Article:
With many thanks to Dolly Brown for her lovely tutu pictures. Follow her on Instagram @londonlivingdoll.

Caroline is a social historian with a passion for ballet and costume. Born in Australia to a very theatrical family, she trained as a costume maker and worked with The Royal Winnipeg Ballet, The National Ballet of Canada, and many other companies. She now specialises in early twentieth century ballet. Caroline was an historical consultant for Alexei Ratmansky’s reinterpretation of Diaghilev’s 1921 production of The Sleeping Princess for ABT and Le Coq d’Or (The Golden Cockerel) for The Royal Danish Ballet. She has also worked as researcher and writer for the Pavlova 2012 project. Caroline has a Master's degree in Australian History and loves to use dance as a lens for examining social and political history. Her most recent work has involved examining the Aboriginal Political rights movement and the corresponding contemporary dance movement in Australia.

1 Comment

  • February 22, 2015


    Dear Caroline,

    I have a few questions. I am in the process of writing a trilogy that concerns ballet and want it to be as realistic as possible. So far, I have completed the first book, which is based around the ballet Giselle. Here is what occurs in the first book:

    a) Casting is announced for the ballet season at the very start of January (it is composed of 3 double bills, followed by Giselle)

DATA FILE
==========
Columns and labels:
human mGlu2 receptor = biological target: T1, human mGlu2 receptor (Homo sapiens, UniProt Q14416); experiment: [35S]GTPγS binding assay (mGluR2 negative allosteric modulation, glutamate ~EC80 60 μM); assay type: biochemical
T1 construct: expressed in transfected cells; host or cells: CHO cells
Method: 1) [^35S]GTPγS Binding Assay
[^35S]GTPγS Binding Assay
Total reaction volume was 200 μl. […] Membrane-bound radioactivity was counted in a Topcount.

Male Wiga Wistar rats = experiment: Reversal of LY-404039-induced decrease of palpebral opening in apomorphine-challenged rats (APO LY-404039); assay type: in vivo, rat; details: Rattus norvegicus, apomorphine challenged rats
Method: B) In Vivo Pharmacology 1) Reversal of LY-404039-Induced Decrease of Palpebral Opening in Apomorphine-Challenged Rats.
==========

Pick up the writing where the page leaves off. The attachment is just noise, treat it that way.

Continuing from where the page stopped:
b) Rehearsals for the double bills and Giselle (including performances of the 3 double bills) go on from February to June
    c) Costumes and props are completed on May 16 and are fitted to the dancers (for Giselle)
    d) The first performance of Giselle is on July 16
    e) The dancers have half an hour to practice their dancing before the curtain rises, then 20 minutes to get into costume.

    Here are my questions:

    a) Is the above list of mine realistic to a ballet performance and season?
    b) If you ever did costumes for Giselle, when were they made or taken out of storage? When were the props made or taken out of storage?
    c) How many rehearsals and practicing in the studio takes place for a ballet?
    d) Does a company usual have sets and costumes constantly going into storage and back out for multiple performances?
    e) How busy is one ballet season? {I do my seasons like this in the books: there are 7 ballets performed (some squished together into bills) that run from January to July for one season, then from August to December for a second season).
    f) How and when does the orchestra practice for a performance?
    e) What is it like doing a major huge production, with roles for a ton of dancers and with lots of costumes, etc.?

    For the second book, my company performs the production of Raymonda that La Scala has (in co-production with the company). What is a co-production like? And can you tell me anything concerning productions of Raymonda that would help?

    Thanks and you can email me at


    Alyssa Grady